• No community bore a greater brunt than India’s Hijra community, targeted under the Criminal Tribes Act 1871, with the movement and freedoms of the community as a whole severely curtailed.
  • While such laws have been removed, the stigma that they brought to the community has not faded away.

Queer In India

Queer people have existed since the dawn of humanity. They are so fundamental to the makeup of society that indigenous cultures and faiths have accepted them matter-of-factly, like any other gender or orientation.


  • The Kama Sutra, a treatise on the private lives of people in Pataliputra in the 3rd century BCE, devoted an entire chapter and more to same-sex relations and courtship and passingly mentioned the customary practice of Parigraha.
  • Parigraha, where two people of the same gender cohabited for life. As there existed no codified sanction of marriage in pre-modern India, all systems of marriage, including Parigraha, were customary.

Current Situation in India

  • Nearly one crore young Indians (15 to 30 years old) are likely to be gay, lesbian, or transgender (roughly 3 per cent of the total population aged 15 to 30 – 35 crore), and many more are bisexuals.
  • India’s total queer population is even larger, although most live in the closet, discreetly. They grew up when being gay was a criminal act, facing a world where institutionalised homophobia at all levels of society was normal.
  • While things have improved in the last few years (since Navtej Singh Johar vs.Union of India, 2018), it does not imply that queer people can now live fearlessly.
  • Many challenges still exist, like the structurally imposed isolation that most queer people face daily.

The Way Forward

  • The government should have made a minimal effort to consult India’s queer citizens before making ahistorical, unscientific, and grossly insensitive statements, such as it does not condone or legitimise the “conduct” of queer people just because such conduct is decriminalised.
  • The government must develop some sensitivity to realise the far-reaching impact of its words on the lives of young queer people, who need hope — not government-sanctioned humiliation.
  • Same-sex marriage is not a matter of policy, introducing it will change personal laws minimally, and traditional values are irrelevant in matters of determination of rights.
    • With respect to the right to privacy: The Supreme Court recognised this right to be part of the right to life and liberty under Article 21 of the Constitution in the celebrated Puttaswamy (2017) verdict.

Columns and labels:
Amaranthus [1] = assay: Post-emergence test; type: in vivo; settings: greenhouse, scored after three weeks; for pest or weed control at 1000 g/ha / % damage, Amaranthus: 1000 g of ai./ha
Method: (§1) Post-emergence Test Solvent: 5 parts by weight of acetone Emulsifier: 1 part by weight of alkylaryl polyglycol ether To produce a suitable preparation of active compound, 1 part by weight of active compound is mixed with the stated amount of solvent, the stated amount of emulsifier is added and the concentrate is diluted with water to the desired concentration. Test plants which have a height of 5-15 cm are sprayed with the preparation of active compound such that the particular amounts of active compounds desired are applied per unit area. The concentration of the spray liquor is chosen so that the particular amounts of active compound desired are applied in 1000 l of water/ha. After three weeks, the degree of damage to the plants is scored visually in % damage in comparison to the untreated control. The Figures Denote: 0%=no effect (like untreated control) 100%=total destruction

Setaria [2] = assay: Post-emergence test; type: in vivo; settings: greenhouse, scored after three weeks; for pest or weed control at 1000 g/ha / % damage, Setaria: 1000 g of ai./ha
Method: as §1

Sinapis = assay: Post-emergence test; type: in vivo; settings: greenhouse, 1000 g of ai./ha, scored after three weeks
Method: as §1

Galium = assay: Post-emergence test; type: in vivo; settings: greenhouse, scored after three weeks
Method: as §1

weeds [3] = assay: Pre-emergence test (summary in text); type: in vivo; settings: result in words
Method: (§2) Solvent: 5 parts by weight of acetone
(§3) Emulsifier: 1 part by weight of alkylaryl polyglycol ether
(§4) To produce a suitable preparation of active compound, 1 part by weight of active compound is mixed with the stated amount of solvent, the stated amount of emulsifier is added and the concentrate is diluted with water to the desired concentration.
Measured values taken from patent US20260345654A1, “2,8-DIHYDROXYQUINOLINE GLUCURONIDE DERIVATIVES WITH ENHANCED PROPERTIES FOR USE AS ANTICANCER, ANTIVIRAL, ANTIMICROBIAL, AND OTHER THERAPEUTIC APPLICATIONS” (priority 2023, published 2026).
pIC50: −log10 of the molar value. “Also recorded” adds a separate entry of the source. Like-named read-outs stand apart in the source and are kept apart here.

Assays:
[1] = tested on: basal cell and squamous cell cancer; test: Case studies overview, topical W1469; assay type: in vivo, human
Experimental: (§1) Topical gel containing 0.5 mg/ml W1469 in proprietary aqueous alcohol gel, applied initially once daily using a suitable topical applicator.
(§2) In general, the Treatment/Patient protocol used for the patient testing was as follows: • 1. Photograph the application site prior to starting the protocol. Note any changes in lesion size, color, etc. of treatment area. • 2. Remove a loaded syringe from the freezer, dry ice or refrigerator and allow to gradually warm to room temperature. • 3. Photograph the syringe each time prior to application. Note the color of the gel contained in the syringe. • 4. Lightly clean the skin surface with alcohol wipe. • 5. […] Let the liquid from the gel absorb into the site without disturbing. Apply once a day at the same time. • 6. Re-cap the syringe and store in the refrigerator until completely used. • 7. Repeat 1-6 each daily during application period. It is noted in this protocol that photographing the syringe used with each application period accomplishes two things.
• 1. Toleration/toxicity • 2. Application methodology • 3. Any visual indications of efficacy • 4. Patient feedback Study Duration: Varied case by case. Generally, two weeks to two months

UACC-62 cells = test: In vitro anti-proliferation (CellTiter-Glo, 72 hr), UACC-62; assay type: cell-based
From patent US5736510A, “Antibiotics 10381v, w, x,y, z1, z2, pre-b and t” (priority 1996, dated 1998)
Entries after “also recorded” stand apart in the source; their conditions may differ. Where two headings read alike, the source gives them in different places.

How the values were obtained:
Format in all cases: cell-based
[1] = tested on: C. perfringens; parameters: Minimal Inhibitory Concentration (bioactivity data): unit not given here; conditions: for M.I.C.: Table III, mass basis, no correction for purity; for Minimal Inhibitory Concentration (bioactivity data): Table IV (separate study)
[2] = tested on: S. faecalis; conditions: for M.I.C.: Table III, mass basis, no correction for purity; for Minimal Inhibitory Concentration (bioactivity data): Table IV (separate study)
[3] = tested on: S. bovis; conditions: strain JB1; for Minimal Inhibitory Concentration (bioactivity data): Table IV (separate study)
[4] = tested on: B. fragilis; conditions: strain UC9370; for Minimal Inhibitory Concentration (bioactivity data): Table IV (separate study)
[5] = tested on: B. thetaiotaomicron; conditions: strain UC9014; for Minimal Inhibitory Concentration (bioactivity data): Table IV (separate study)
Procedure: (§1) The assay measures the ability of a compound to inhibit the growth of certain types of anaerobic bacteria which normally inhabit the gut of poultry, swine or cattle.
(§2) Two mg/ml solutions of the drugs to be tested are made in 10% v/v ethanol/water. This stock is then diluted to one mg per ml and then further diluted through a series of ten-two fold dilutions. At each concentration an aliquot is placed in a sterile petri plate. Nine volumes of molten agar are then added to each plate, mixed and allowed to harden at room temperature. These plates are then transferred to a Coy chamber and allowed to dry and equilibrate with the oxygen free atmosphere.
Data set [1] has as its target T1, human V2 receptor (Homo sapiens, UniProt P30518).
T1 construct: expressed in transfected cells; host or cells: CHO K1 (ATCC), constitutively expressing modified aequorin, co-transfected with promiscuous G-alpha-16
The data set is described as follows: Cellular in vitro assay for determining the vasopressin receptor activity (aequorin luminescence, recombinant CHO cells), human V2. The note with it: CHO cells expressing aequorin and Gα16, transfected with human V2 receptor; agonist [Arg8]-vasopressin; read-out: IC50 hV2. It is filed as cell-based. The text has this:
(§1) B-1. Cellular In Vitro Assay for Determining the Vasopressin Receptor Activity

• The court said: “Privacy includes at its core the preservation of personal intimacies, the sanctity of family life, marriage, procreation, the home and sexual orientation.”
      • The right to privacy entails the right of the citizens to make decisions about their family life and marriage.
      • The state currently denies same-sex couples this right.
    • Same-sex marriages can be recognised under the Special Marriage Act.
      • The Act already speaks of marriages between “any two persons” which are solemnised under it.
      • Any two persons can include two persons of the same sex.
      • A change in the Special Marriage Act does not change religious personal laws at all.
    • The “traditional concept of marriage” and the argument that same-sex marriage goes against prevailing social values.
      • In this context, the Supreme Court has repeatedly made it clear that the yardstick has to be constitutional morality rather than popular morality.
      • The government cannot deny anyone their constitutional rights to equality and privacy simply because this would challenge popular morality.
    • The government holds the responsibility to ensure the safety and well-being of all its citizens.
      • If the government cannot recognise the full dignity of queer people, it should at least not get in the way of their right to build a family so that they can find support among each other and create a place they call home.
      • Queer people are not asking for more, just for the same rights that everyone else already has.

ANSWERS FOR 30th March – Daily Practice MCQs

Answers- Daily Practice MCQs

Q.1) – c

Q.2) – b

Q.3) – a